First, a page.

The Obelisk Questionnaire: Berto Cáceres of Spinda Records

Berto Cáceres of Spinda Records

The Obelisk Questionnaire is a series of open questions intended to give the answerer an opportunity to explore these ideas and stories from their life as deeply as they choose. Answers can be short or long, and that reveals something in itself, but the most important factor is honesty.

Based on the Proust Questionnaire, the goal over time is to show a diverse range of perspectives as those who take part bring their own points of view to answering the same questions. To see all The Obelisk Questionnaire posts, click here.

Thank you for reading and thanks to all who participate.

The Obelisk Questionnaire: Berto Cáceres of Spinda Records

How do you define what you do and how did you come to do it?

I basically make people aware of the music that other people do – as simple as that! Sometimes by releasing an EP or an album and trying to get them in as many shops as possible; sometimes by booking gigs; sometimes by knocking on media’s doors and being a pain in the ass asking them to review such and such, to interview this or that band; but always being very persistent – that’s the key!

Spinda Records started ‘cause of two reasons: I used to have a 9-5 day job in a marketing department in a completely different industry, but then I became a father of two and my priorities drastically changed, so I wanted something that I could do at home and see my little ones more than usual. Music had always been something very important in my life, so I felt the need of give it back something in return. And running a DIY label from my basement seemed like a good idea as I could be helping local bands to put out their music whilst being at home and see how my two girls were growing.

Describe your first musical memory.

Well, music was always there, since I was very little. I perfectly remember my mum singing Tom Jones and Nino Bravo (a Spanish singer from the 70s) or me joining her while singing the soundtrack of the film ‘Seven Brides for Seven Brothers’. Then there was my older brother who used to lock himself in the loo with the acoustic guitar to play 80s Spanish pop music. I never understood at the time why he had to do that, but it is obvious that he was trying to get some natural reverb.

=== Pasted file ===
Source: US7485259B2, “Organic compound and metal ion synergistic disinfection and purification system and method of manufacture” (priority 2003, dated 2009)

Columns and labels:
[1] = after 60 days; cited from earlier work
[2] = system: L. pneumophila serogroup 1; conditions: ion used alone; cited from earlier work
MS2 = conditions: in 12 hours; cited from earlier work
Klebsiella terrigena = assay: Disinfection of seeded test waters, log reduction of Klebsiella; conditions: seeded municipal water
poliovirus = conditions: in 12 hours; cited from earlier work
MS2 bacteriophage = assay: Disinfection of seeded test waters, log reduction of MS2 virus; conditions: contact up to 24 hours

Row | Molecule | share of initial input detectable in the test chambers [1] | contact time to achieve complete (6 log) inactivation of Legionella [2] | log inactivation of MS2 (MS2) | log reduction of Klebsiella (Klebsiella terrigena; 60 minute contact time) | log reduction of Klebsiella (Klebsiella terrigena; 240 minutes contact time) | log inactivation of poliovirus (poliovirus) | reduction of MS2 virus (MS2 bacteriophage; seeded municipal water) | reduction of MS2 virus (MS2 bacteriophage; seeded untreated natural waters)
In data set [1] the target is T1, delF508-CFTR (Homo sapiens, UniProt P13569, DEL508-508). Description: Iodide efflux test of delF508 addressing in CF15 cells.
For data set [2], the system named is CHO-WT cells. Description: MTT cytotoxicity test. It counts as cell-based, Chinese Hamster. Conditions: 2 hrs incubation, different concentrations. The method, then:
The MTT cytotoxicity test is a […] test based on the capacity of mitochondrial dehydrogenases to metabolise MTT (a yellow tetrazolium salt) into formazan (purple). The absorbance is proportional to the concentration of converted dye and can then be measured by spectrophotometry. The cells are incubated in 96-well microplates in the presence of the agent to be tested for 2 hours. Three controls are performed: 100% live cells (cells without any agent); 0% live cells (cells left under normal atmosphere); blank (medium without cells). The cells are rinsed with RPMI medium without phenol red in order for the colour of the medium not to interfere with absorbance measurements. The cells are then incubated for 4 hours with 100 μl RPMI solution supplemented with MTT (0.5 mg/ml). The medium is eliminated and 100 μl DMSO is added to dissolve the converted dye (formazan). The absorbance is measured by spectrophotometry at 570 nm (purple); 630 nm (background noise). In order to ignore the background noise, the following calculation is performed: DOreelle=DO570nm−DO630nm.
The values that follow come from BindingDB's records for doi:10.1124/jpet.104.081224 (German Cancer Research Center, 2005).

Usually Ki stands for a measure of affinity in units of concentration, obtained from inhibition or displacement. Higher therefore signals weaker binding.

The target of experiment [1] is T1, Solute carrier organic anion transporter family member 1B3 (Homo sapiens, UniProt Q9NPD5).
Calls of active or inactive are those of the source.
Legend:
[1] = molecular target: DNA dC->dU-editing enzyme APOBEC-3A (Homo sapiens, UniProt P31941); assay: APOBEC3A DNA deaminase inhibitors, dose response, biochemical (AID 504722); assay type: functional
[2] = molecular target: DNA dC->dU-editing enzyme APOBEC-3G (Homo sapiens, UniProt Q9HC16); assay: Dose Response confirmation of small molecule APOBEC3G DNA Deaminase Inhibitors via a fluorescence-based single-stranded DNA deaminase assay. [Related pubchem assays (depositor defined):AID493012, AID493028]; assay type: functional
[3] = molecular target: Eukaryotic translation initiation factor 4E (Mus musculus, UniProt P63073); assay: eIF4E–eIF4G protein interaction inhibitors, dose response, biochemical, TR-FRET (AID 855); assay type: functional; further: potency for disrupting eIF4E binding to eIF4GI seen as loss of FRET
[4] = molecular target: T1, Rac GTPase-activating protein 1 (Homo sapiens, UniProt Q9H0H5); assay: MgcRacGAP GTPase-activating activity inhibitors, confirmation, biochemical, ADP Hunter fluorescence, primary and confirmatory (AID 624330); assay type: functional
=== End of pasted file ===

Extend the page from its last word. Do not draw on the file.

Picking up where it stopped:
Describe your best musical memory to date.

This is pretty much impossible as there are so many. I will mention just a few…

The Summer of 96 when my life changed forever thanks to the older brothers of my friends, who shared with us dozens of mix tapes with many bands from the Seattle scene, britpop, German power metal, California punk rock and melodic hardcore, Spanish ’90s rock and hip-hop. My friends and I spent the whole Summer in my dad’s garage listening to those cassettes on the boombox, learning the lyrics and taking the decision of growing our hair as our new idols.

Then it was a mind-blowing experience when in 2007 I had the chance to see Héroes del Silencio live in a venue for an audience of 75k people. They were my favourite band by that time, they split up in ’96 and they were back 11 years later for just a bunch of gigs in different countries. I cried a lot that night.

Another good one took place in January 2018, when I got in my hands the second reference of Spinda Records, although the first one to arrive. It was ‘Slowgod II’ by Spanish stoner-doom band Grajo. The feeling was like ten times better than when I was going to my local retail shop to buy records.

When was a time when a firmly held belief was tested?

About a decade ago, when I realised that friends won’t be there forever. They come and go, as I do too. The key thing is to try to get the most out of those moments that friendship brings to your life. It’s simply about enjoying the moment. If it last, it’s amazing, but don’t get disappointed if it doesn’t.

How do you define success?

It depends on the context, but regarding running the label, I would say that success happens when you take a band, there is a great relationship with their members, establish some goals and work hard together to reach them. Then if you manage to finish the month with good numbers it’s even better, ‘cause that means that you can continue another month doing what you love.

What is something you have seen that you wish you hadn’t?

When I was attending to a very famous festival in Spain and an aerial dancer fell to his death. I was there, about 10 meters away from him, and the situation was difficult; one of those moments you never forget.

Describe something you haven’t created yet that you’d like to create.

This is about dreaming, right? I’d love to start a Music Center in my hometown, including a record shop, some rehearsal rooms, an analog recording studio, a small live music venue, and some space for me to keep running Spinda Records and having my own vinyl pressing plant. I live in a corner of Spain where nothing of this exists so it would be awesome. Anyone interested?

What do you believe is the most essential function of art?

Art is about expressing yourself with your own language, and feeling.

Something non-musical that you’re looking forward to?

To keep road-trippin’ the world with my family. That would mean that we’ll get to know many different cultures and their people, living experiences together and having lot of time to speak to each-other on the road – and life is all about having quality time with your loved ones, no matter if it’s on the road, in a gig, when playing table games or while walking down the street on your way to the supermarket.

Héroes del Silencio, Tesoro, El Último Silencio (2007)

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